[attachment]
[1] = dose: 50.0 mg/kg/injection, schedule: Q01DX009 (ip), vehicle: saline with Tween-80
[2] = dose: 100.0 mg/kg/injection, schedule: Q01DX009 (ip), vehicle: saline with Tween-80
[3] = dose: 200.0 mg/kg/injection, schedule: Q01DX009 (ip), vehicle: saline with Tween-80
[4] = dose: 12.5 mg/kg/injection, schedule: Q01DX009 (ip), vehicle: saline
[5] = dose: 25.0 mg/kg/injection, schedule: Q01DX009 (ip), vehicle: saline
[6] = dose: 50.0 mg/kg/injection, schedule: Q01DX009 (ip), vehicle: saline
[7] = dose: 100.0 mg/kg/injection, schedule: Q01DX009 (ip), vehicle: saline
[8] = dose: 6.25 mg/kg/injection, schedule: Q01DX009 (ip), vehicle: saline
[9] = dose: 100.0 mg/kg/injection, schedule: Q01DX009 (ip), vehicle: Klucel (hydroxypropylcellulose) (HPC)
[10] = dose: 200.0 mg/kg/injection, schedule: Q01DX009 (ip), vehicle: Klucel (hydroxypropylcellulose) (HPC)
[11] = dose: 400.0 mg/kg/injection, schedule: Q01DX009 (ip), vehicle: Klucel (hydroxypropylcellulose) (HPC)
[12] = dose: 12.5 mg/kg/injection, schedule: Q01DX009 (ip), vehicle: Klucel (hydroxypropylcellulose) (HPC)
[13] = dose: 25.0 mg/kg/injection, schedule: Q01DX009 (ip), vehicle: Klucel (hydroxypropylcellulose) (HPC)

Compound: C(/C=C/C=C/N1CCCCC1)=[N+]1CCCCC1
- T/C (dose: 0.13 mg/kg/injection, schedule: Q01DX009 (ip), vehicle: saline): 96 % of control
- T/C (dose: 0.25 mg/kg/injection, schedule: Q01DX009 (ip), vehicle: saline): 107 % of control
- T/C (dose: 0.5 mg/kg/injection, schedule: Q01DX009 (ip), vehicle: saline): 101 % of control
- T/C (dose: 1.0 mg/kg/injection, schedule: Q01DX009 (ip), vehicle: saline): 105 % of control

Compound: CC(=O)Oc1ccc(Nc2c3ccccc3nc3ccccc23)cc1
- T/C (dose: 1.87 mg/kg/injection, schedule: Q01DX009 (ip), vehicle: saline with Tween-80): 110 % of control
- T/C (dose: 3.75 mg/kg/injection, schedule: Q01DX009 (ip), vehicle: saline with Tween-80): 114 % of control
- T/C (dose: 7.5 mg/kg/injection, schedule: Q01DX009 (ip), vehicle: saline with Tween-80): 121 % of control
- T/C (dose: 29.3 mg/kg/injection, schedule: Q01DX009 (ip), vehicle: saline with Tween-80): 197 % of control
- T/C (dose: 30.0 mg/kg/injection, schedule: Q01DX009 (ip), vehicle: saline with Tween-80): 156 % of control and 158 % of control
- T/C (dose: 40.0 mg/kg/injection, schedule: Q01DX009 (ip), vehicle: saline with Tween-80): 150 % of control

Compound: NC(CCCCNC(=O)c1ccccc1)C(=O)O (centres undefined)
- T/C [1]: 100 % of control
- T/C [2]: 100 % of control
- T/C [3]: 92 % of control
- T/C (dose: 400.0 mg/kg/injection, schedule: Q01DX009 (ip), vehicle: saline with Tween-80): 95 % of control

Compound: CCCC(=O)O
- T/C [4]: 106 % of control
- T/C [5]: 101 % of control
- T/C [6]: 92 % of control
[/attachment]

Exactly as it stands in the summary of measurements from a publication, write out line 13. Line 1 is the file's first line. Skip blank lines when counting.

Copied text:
[13] = dose: 25.0 mg/kg/injection, schedule: Q01DX009 (ip), vehicle: Klucel (hydroxypropylcellulose) (HPC)